The Questions Your Site Surveyor Should be Asking
Here at Altus Safety, we believe that you can only make sure you have the right information if you ask the right questions. For us, there’s only one right time to ask those questions: right at the beginning of the working at height specification process.
The Importance of the Site Survey
A site survey is critical to selecting the right safety at height solution to meet the needs of the end user; whether that be the site team that’s up on the roof during the construction phase or those responsible for the building when it’s completed.
For a refurbishment project, that usually means accessing the roof area to take a look. For a new build project, it means having access to all the construction information so that we know the type of substrate we’re dealing with and the warranties we need to comply with.
Regardless of the type of project, the most important element of the site survey is the conversation we have with the client to understand the needs of those who’ll rely on the equipment we fit. Often we try to have those conversations even before we’ve won the project to ensure that the bid we submit offers a best-fit solution rather than simply following a brief that may not fully anticipate all factors that need to be considered.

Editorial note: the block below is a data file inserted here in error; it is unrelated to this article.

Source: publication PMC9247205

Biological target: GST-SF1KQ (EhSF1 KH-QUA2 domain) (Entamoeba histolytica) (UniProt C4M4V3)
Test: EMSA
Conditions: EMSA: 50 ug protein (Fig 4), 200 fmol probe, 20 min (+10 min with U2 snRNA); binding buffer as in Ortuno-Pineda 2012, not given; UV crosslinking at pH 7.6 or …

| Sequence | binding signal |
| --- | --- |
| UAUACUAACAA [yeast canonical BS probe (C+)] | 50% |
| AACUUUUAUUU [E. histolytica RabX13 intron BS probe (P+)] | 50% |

Understanding Client Requirements
So why is asking the right questions so important? And what are the right questions to ask?
For us, it’s the only way to base a specification on the level of risk and there are four core areas that we need to know about:
- Why will people need to access the roof or other at height areas?
- Who will need access?
- How many people will need access at any given time?
- How often will they need access?
The answers to these questions will help us define the level of risk involved in planned activities at height, allowing us to complete a comprehensive working at height risk assessment. It will also help us establish whether those people have been health and safety trained and whether a collective safety measure is more appropriate than individual protection.
For example, if we know that rooftop air handling units will be serviced once a year by safety-trained operatives, a safety line may be appropriate. Conversely, a guardrail system will be more appropriate for a school roof where an untrained caretaker will need regular access.
A Tailored Approach
It may seem that there are general categories to inform the specification but that’s only true up to a point – a cut-and-paste specification is no substitute for genuine insights into the specific project. Often, those conversations even throw up an opportunity to value engineer the original spec, which is a bonus for the client.
Ultimately, however, the goal is to ensure the highest levels of safety at all times and only a tailored approach can deliver that.
To learn more about site surveys or to inquire about our services, please don’t hesitate to contact us by calling on 0330 113 0870 or emailing at firstname.lastname@example.org. We look forwards to hearing from you.